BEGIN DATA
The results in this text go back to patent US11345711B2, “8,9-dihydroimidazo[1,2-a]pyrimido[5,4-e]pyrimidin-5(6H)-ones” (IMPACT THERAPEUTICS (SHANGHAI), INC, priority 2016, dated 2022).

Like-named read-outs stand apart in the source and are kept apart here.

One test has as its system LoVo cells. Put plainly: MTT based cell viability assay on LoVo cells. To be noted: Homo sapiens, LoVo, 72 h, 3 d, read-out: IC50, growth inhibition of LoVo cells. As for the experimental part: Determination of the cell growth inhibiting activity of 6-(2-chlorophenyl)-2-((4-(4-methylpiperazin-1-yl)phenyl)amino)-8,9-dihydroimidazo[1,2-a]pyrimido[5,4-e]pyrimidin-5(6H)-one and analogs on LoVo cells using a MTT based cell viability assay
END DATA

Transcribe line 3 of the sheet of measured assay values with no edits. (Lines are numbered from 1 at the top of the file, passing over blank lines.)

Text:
One test has as its system LoVo cells. Put plainly: MTT based cell viability assay on LoVo cells. To be noted: Homo sapiens, LoVo, 72 h, 3 d, read-out: IC50, growth inhibition of LoVo cells. As for the experimental part: Determination of the cell growth inhibiting activity of 6-(2-chlorophenyl)-2-((4-(4-methylpiperazin-1-yl)phenyl)amino)-8,9-dihydroimidazo[1,2-a]pyrimido[5,4-e]pyrimidin-5(6H)-one and analogs on LoVo cells using a MTT based cell viability assay